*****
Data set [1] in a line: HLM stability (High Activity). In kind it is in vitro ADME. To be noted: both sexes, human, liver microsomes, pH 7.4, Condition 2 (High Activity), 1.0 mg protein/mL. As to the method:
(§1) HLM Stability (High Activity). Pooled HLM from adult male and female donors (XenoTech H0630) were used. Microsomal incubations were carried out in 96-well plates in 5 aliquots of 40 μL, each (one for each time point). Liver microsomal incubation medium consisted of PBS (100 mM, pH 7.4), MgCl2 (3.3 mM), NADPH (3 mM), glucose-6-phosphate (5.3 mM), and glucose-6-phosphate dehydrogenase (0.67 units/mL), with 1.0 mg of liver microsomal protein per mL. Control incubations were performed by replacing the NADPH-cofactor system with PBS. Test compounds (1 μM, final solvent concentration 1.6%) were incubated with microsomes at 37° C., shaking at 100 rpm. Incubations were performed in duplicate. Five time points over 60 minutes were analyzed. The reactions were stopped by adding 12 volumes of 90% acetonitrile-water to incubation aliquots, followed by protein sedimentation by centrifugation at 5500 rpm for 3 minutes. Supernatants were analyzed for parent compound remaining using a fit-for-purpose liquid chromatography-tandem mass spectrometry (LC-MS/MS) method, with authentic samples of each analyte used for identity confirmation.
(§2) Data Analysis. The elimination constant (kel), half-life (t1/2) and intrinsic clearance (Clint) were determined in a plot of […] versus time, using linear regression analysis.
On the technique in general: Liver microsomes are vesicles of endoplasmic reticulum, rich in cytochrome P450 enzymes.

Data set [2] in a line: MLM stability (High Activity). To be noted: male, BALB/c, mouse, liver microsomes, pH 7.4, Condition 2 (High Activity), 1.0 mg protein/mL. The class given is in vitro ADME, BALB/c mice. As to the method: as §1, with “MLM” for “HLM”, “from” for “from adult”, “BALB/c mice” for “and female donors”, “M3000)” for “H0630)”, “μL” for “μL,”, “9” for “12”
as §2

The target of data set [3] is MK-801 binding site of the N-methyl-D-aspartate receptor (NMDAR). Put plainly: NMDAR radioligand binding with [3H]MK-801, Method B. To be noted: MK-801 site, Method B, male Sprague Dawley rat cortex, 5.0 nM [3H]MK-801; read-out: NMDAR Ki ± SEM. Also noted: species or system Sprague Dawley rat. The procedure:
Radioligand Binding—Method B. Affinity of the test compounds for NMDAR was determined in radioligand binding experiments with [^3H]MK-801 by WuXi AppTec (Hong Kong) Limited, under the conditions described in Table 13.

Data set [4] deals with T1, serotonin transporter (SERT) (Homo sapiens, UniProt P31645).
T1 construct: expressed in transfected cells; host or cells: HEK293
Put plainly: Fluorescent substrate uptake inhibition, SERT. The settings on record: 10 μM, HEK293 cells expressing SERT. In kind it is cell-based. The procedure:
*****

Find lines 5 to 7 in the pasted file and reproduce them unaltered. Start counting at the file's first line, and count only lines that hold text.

Data set [2] in a line: MLM stability (High Activity). To be noted: male, BALB/c, mouse, liver microsomes, pH 7.4, Condition 2 (High Activity), 1.0 mg protein/mL. The class given is in vitro ADME, BALB/c mice. As to the method: as §1, with “MLM” for “HLM”, “from” for “from adult”, “BALB/c mice” for “and female donors”, “M3000)” for “H0630)”, “μL” for “μL,”, “9” for “12”
as §2

The target of data set [3] is MK-801 binding site of the N-methyl-D-aspartate receptor (NMDAR). Put plainly: NMDAR radioligand binding with [3H]MK-801, Method B. To be noted: MK-801 site, Method B, male Sprague Dawley rat cortex, 5.0 nM [3H]MK-801; read-out: NMDAR Ki ± SEM. Also noted: species or system Sprague Dawley rat. The procedure: